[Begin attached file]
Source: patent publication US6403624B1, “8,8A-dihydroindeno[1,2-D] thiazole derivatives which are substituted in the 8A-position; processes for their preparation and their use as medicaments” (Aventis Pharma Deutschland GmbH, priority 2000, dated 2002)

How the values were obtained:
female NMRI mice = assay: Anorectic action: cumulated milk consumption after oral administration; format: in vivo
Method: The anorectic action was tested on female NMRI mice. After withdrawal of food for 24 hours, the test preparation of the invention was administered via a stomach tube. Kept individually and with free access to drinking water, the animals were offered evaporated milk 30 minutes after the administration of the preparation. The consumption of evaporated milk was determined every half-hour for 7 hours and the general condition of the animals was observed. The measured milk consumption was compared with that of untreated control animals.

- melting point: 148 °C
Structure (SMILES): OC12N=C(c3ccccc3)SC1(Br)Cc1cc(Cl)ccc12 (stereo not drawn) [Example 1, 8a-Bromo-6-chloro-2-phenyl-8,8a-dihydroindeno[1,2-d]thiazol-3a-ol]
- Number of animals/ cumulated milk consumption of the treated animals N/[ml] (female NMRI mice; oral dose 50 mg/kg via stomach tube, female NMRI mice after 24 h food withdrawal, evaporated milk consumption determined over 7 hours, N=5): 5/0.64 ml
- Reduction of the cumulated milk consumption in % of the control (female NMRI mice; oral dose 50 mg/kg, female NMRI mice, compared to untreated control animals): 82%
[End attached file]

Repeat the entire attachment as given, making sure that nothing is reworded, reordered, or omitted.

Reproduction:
Source: patent publication US6403624B1, “8,8A-dihydroindeno[1,2-D] thiazole derivatives which are substituted in the 8A-position; processes for their preparation and their use as medicaments” (Aventis Pharma Deutschland GmbH, priority 2000, dated 2002)

How the values were obtained:
female NMRI mice = assay: Anorectic action: cumulated milk consumption after oral administration; format: in vivo
Method: The anorectic action was tested on female NMRI mice. After withdrawal of food for 24 hours, the test preparation of the invention was administered via a stomach tube. Kept individually and with free access to drinking water, the animals were offered evaporated milk 30 minutes after the administration of the preparation. The consumption of evaporated milk was determined every half-hour for 7 hours and the general condition of the animals was observed. The measured milk consumption was compared with that of untreated control animals.

- melting point: 148 °C
Structure (SMILES): OC12N=C(c3ccccc3)SC1(Br)Cc1cc(Cl)ccc12 (stereo not drawn) [Example 1, 8a-Bromo-6-chloro-2-phenyl-8,8a-dihydroindeno[1,2-d]thiazol-3a-ol]
- Number of animals/ cumulated milk consumption of the treated animals N/[ml] (female NMRI mice; oral dose 50 mg/kg via stomach tube, female NMRI mice after 24 h food withdrawal, evaporated milk consumption determined over 7 hours, N=5): 5/0.64 ml
- Reduction of the cumulated milk consumption in % of the control (female NMRI mice; oral dose 50 mg/kg, female NMRI mice, compared to untreated control animals): 82%